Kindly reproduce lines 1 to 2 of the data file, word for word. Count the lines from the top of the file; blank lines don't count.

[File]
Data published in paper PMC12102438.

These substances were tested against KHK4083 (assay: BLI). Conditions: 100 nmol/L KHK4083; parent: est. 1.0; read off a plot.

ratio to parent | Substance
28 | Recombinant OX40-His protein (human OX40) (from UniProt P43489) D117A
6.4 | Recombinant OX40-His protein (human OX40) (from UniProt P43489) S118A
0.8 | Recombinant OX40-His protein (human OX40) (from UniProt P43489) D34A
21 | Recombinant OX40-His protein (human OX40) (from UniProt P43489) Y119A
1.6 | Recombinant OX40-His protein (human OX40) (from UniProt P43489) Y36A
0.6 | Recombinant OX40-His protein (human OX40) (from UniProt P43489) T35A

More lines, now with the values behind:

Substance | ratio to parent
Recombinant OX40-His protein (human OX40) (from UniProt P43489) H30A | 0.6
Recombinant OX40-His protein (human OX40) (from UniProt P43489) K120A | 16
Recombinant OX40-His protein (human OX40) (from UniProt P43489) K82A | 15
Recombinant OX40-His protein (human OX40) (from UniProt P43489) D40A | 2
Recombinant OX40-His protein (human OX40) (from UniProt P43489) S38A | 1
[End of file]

Data published in paper PMC12102438.

These substances were tested against KHK4083 (assay: BLI). Conditions: 100 nmol/L KHK4083; parent: est. 1.0; read off a plot.